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Obama's showdown with Putin in eastern Ukraine

Barack Obama
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Promising Russian President Vladimir Putin “costs” for his March 1 military incursion into Crimea, 52-year-old President Barack Obama might get more than he bargained for as Ukraine’s post-revolutionary government led by 49-year-old Oleksandr Turchinov announced “anti-terrorism operations.”. Designed to regain control over Eastern Ukraine cities flooded by pro-Russian Cossacks, Turchinov hopes to reclaim sovereign Ukrainian territory. With over 40,000 Russian troops amassed on the Ukrainian border, Putin could give the signal at any time to defend pro-Russian interests in Eastern Ukraine. Were that to happen, Obama would be forced to put-up-or-shut up in Eastern Ukraine jeopardizing what’s left of U.S. global credibility. Obama’s Capitol Hill critics rip him for setting “red lines” in foreign policy, like Syria, only to back down when push-comes-to-shove.

Obama’s biggest critic, ranking GOP member on the Senate Armed Services Committee Sen. John McCain (R-Ariz.), has already concluded that there’s no viable U.S. military option in Ukraine. Turchinov’s target in Eastern Ukraine are pro-Russian separatists that have seized government offices, police stations, airports and some military facilities in about 10 towns. Arriving on helicopters, Ukrainian troops began the messy process of cleaning out pro-Kremlin separatists from key spots in Slaviansk, about 150 kilometers [90 miles] from the Russian border. “Blood has once again spilt in Ukraine. The country is on the brink of civil war,” said Russian Prime Minister Dmitry Medvedev on his FaceBook page. Announcing anti-terrorist operations Sunday, Turchinov mobilized what’s left of Ukraine’s military to fight to regain sovereignty over Ukraine’s Eastern provinces.

As long as Putin holds his forces inside the Russian border, Obama won’t be forced—together with NATO and the European Union—to counter Russia’s military moves. If Putin orders Russian troops into Eastern Ukraine, Obama would be forced to make some fateful decisions about U.S. military intervention. Getting into a shooting war with Russia would destabilize world markets, already showing some jitters. “The anti-terrorist operation began during the night in north or Donetsk region. But it will take place in states, responsibly, in a considered way. I once again stress: The aim of these operations is to defend the citizens of Ukraine,” said Turchinov, knowing full well he risks the full wrath of Putin’s army. Watching closely at the White House, Ukraine knows that its only real ally is the U.S. NATO and the EU have balked at providing military assistance to Ukraine.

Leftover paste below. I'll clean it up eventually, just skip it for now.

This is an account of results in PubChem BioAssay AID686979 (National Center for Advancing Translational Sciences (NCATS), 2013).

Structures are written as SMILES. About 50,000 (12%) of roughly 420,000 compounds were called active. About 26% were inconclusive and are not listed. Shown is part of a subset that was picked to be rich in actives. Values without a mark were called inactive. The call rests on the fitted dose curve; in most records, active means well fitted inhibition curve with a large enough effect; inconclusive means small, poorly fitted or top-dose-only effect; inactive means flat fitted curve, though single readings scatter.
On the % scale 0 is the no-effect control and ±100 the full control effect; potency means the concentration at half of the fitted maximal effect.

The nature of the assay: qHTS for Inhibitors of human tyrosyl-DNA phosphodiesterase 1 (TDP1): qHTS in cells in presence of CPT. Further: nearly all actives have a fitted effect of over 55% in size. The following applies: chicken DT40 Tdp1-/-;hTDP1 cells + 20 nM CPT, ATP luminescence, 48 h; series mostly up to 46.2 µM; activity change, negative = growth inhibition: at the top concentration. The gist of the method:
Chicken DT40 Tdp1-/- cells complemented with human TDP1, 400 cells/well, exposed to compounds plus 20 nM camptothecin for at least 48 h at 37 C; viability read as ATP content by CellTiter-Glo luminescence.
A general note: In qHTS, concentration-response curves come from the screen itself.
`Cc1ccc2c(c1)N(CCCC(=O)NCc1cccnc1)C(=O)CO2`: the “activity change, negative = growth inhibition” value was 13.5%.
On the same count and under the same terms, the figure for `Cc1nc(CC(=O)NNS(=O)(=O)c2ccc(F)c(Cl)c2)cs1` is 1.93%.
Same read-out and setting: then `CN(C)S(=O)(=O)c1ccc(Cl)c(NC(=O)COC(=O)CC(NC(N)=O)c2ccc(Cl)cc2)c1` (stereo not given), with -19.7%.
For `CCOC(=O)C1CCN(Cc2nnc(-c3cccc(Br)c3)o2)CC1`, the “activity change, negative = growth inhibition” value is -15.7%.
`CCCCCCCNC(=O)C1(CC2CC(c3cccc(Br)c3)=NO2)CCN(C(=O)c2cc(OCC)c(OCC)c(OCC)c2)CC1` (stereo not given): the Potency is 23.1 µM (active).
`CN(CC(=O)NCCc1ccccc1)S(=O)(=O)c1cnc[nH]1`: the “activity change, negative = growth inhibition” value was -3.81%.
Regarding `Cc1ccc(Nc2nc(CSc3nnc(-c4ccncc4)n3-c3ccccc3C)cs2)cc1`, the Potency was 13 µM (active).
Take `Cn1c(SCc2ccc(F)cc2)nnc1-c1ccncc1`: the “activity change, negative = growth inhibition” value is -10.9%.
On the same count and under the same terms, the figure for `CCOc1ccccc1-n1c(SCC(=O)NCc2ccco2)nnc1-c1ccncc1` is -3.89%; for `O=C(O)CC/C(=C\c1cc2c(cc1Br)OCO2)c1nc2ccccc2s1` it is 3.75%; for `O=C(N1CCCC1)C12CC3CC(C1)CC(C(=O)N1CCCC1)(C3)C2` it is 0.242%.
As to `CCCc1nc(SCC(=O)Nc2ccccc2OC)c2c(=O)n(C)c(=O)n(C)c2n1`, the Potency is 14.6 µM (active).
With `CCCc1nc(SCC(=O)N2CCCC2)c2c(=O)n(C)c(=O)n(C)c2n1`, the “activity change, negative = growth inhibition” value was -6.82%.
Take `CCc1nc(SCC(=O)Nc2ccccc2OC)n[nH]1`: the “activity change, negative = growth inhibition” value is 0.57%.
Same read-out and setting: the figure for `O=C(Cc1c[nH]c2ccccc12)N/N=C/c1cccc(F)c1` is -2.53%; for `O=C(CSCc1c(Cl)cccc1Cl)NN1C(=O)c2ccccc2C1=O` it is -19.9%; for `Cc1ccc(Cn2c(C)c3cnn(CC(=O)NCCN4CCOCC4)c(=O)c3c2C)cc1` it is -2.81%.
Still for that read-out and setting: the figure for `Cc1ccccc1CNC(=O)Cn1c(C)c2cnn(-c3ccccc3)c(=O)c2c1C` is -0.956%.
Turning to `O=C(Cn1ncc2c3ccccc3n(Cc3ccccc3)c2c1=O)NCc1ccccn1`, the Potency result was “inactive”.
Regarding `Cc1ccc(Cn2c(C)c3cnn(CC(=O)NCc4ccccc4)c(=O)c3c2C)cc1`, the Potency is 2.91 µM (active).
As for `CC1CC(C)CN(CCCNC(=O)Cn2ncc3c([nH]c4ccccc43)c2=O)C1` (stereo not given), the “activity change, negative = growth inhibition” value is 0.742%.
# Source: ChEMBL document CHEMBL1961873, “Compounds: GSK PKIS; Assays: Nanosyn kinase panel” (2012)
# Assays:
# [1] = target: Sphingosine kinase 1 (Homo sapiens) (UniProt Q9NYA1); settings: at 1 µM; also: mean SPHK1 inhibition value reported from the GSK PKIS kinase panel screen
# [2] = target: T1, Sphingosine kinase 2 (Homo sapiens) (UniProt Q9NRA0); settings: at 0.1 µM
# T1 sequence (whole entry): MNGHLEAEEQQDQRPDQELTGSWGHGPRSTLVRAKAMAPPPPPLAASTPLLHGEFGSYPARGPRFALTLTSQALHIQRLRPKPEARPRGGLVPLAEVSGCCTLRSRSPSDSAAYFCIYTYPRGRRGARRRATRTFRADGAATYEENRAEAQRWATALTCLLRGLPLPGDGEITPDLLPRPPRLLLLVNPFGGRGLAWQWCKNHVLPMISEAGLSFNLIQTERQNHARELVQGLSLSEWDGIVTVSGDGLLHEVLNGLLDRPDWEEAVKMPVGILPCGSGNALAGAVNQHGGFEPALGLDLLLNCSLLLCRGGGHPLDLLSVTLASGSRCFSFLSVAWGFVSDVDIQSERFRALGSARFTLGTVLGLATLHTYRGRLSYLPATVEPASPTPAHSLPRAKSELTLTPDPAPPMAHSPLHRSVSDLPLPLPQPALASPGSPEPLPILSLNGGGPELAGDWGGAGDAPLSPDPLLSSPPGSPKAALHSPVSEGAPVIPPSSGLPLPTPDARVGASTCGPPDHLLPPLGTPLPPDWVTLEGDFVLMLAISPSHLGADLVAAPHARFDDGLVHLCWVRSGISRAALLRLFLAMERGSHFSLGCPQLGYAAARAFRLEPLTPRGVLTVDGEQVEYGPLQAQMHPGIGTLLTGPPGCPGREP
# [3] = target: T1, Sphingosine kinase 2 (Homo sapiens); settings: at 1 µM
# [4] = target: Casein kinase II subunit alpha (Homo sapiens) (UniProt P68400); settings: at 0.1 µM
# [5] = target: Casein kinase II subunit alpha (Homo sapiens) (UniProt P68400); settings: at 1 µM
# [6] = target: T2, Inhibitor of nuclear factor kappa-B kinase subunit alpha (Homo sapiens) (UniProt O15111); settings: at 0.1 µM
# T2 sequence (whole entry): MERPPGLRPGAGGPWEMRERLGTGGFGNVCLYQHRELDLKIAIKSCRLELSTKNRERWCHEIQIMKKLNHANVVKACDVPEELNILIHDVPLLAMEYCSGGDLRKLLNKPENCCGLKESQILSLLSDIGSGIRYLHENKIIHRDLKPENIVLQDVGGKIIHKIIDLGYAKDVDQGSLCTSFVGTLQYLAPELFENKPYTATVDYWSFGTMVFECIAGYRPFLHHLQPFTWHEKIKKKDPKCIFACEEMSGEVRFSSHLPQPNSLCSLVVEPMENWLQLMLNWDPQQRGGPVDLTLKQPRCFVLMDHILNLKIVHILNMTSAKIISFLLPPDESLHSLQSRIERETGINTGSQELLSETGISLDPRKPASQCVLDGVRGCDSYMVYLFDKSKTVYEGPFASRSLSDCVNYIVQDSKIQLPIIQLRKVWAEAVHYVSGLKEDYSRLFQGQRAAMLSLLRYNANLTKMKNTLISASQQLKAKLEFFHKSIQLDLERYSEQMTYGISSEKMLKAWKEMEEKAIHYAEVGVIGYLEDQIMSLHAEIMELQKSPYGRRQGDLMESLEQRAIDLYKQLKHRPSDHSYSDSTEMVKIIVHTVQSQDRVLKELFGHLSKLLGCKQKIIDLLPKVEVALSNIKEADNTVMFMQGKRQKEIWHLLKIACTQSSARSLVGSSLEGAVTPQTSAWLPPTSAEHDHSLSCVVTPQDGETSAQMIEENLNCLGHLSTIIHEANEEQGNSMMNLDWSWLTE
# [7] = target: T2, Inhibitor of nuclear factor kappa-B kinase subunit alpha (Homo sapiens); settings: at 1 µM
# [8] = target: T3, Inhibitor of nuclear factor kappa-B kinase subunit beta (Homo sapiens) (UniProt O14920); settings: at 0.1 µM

Moving in armored personnel carriers with automatic weapons and grenade launchers, the Ukrainian military seems determined to retake control of territory seized by pro-Russian Cossacks. Turchinov has his work cut out for him in Slaviansk where separatists seized local a state police headquarters. Deploying the Ukrainian military defies Putin, who’s repeatedly warned Kiev that any military intervention would be met with Russian firepower. Walking a tightrope supporting Ukrainian military operations, White House press secretary Jay Carney stopped short of backing current Ukrainian military operations. Carney called the ongoing pro-Russian takeover of East Ukrainian cities “untenable,” but stopped short of backing the Kiev government. If Putin calls in his forces in response to escalating violence, Moscow will have the perfect excuse to stay permanently in Eastern Ukraine.

White House officials accused Moscow of stirring up unrest in Eastern Ukraine. “Ukraine is spreading lies that Russia is behind the actions in the Southeast,” said Russian Foreign Minister Sergei Lavrov while visiting China, despite watching pro-Russian forces seize Crimea March 1. Lavrov’s denials about backing pro-Russian forces Crimea or now Easter Ukraine bear striking resemblance to White House reluctance state emphatically that they back Kiev’s attempt to retake Ukrainian territory by force. Moscow has been on record stating it favors a loose federation of independent Ukrainian territories in Eastern Ukraine, essentially ending Kiev’s control over their own country. Putin and Lavrov also back referendums on secession, something they pulled of March 17 in Crimea. Spitting off Russian-speaking areas of Ukraine would essentially end the Ukrainian state.

U.S. officials need to get on the same page as NATO and the EU before the current escalation gets out of hand in Eastern Ukraine. If Putin counters Turchinov’s move by sending in the Russian army or more paramilitary forces, it will force the U.S. and NATO to act more decisively. Continuing to threaten more sanctions against Moscow emboldens Putin to take more drastic action. If Russia acts and the U.S. does nothing in Eastern Ukraine, it would send chills from the Balkans to the Baltics, where former Soviet republics fear encroachment from Russia. Obama finds himself caught between a rock and a hard place, winding down the Afghan War, while simultaneously not wanting to start something new in Syria or Ukraine. If military intervention is out the question in Ukraine, the White House needs to stop talking about “red lines” or more draconic sanctions.

About the Author

John M. Curtis writes politically neutral commentary analyzing spin in national and global news. He’d editor of and author of Dodging The Bullet and Operation Charisma.

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